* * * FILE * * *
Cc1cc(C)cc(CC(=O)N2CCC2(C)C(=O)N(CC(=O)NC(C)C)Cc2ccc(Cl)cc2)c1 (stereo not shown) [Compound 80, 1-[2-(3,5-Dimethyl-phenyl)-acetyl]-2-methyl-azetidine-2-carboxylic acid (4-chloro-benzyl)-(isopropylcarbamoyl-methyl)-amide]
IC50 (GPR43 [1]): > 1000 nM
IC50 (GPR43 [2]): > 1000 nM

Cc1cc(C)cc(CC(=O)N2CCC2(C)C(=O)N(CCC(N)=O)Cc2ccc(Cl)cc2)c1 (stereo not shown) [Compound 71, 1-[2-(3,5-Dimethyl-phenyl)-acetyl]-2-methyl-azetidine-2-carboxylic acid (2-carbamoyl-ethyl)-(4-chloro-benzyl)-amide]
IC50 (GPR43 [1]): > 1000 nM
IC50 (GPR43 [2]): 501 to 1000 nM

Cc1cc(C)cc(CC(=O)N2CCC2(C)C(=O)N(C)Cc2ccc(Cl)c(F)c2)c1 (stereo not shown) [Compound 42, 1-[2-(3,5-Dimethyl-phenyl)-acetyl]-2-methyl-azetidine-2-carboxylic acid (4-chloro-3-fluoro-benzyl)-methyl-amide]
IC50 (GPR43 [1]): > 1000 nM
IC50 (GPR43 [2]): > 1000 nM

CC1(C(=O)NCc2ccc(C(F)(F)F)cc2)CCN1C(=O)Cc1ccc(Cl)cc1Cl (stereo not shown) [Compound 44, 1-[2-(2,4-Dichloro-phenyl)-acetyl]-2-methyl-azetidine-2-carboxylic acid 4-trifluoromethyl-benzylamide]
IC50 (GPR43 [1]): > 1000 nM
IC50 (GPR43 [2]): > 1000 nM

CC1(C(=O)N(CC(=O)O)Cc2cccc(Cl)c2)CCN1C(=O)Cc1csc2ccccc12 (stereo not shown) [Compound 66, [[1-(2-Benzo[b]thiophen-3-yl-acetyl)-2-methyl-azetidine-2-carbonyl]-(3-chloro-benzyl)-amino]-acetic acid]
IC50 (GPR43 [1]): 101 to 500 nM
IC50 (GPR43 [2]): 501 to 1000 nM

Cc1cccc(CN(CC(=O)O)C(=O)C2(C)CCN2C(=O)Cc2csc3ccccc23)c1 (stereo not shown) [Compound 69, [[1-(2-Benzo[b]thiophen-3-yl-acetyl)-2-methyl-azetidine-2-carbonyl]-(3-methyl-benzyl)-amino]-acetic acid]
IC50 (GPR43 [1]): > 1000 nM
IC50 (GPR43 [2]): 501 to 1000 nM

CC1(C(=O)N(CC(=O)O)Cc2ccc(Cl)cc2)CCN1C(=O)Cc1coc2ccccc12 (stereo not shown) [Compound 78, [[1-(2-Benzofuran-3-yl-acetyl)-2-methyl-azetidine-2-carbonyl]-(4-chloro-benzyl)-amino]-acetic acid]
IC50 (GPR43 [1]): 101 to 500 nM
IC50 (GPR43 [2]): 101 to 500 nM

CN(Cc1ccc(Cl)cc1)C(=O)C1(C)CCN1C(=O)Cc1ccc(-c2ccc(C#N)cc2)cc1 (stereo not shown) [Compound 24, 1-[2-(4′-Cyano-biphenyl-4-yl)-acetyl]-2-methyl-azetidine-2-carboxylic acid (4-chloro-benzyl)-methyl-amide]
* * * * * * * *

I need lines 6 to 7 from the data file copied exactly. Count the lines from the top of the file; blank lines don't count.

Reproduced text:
IC50 (GPR43 [2]): 501 to 1000 nM

Cc1cc(C)cc(CC(=O)N2CCC2(C)C(=O)N(C)Cc2ccc(Cl)c(F)c2)c1 (stereo not shown) [Compound 42, 1-[2-(3,5-Dimethyl-phenyl)-acetyl]-2-methyl-azetidine-2-carboxylic acid (4-chloro-3-fluoro-benzyl)-methyl-amide]